7. Extension of Mauna Kea Observatiories DS-3 Verizon Services Agreement
  8. Pui Hin and Miranda took Greg Oi--the engineer for the project-- to look at Verizon cables and equipment at HP and the summit. The problem with Verizon for the past two years has been the big turnover in personnel. Many of the people involved in the initial development of the MKOCN are no longer with Verizon or have been reassigned to other projects. Lee Wilson who has been helping us to push the project along has accepted the latest Verizon retirement package.

    From Greg Oi, Pui Hin learned that Verizon has determined that not all their interisland fibers are suitable for DWDM, this will make a difference in how much Verizon can bring down the cost of interisland services in the near future. However, other interisland services are available. Also, there is a chance that the 10Gbps link from Australia to the Mainland will land on the big island.

    It will help speed up the contract renegotiation process if observatories can give Greg Oi an idea of how much bandwidth they will buy; this is not a committment. Pui Hin asked everyone around the table to give a number assuming FastEthernet (FE) to cost around the price of the current DS3 and GigabitEthernet (GE) to be $6k or under:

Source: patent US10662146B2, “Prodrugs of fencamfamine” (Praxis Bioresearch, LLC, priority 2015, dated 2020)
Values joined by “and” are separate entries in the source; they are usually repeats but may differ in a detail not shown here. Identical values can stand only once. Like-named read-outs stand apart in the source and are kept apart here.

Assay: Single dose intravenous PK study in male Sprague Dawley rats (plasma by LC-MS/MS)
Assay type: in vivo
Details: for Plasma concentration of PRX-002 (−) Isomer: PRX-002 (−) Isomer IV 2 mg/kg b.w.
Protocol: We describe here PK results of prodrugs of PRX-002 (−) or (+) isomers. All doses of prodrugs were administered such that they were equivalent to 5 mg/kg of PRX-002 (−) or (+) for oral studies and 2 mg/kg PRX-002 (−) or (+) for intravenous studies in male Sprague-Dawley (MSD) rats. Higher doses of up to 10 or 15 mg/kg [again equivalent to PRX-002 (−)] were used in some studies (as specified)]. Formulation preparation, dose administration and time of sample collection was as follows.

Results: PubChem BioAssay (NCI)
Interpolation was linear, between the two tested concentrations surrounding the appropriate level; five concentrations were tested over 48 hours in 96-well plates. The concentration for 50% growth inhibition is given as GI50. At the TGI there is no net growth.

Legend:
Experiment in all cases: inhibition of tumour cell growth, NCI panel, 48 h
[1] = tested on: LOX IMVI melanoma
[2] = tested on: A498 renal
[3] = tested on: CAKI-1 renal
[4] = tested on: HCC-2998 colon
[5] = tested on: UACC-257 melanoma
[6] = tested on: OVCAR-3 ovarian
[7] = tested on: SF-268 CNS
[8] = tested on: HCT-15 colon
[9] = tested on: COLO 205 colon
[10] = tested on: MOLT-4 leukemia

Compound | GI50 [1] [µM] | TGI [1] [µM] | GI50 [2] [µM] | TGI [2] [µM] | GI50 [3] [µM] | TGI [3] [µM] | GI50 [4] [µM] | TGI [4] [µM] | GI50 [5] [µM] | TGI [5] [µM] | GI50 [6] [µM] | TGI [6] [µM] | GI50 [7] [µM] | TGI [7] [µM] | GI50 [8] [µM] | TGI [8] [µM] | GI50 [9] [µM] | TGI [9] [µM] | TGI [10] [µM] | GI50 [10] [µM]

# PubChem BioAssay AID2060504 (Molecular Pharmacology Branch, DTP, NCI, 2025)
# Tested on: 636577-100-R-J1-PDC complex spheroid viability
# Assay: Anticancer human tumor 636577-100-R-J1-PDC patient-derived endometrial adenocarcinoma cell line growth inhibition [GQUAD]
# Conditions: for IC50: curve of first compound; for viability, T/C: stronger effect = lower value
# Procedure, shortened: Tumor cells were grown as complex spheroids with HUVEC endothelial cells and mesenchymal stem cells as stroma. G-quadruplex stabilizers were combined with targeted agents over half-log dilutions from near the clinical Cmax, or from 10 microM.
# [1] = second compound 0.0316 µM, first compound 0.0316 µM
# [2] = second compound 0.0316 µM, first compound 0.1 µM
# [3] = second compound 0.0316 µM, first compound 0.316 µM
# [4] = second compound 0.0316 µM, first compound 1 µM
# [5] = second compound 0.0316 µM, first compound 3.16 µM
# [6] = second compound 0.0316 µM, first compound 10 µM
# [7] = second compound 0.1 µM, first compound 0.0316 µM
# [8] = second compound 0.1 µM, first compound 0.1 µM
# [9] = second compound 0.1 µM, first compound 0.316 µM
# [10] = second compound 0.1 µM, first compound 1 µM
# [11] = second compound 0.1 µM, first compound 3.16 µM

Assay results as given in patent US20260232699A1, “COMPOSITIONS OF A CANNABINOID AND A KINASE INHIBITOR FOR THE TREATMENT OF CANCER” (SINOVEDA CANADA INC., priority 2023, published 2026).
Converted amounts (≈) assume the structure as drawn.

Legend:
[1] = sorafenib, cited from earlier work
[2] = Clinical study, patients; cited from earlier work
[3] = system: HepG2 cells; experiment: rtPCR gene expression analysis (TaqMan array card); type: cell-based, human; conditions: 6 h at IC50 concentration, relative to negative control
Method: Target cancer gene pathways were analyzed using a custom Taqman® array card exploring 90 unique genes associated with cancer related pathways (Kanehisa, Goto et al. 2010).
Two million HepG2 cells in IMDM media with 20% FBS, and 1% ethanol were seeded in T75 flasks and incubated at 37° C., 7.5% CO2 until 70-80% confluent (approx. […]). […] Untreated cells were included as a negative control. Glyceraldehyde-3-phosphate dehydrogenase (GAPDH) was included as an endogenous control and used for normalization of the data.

9. Rewiring for Observatories Hilo LAN
  10. So that everyone will be able to put the costs in their next year's budgets, each Hilo facility will need to tell Pui Hin by March how many strands of multimode and singlemode fibers they will want to pull into the IfA building. It will take a couple of months to get quotes. As a reminder, Verizon cables are 6+6 composite, and in 6 strands increment.

  11. Internet2 Demonstration
  12. Because of scheduled remote observing on both nights, the demo was performed between 6am and 10am on both the 14th and 15th of October. David Lapsley, who coordinated the demo, limited the bandwidth to 10 Mbps. Here's what David had to say regarding the demo:

    "Thanks for the information and thanks again for your support. Overall the demonstration was very successful. I have attached a couple of paragraphs describing the demonstration and the results. We did learn a lot from the demonstration, in particular, there were a few configuration/network issues that had quite an effect on the overall system performance. We weren't able to achieve as high a bandwidth as we would have liked to, but we were still quite happy with some of the results we obtained. We also saw a clear demonstration of the performance benefits of using high performance TCP stacks (FAST and HSTCP). These performed much better than traditional TCP over the high bandwidth paths (even with low packet loss).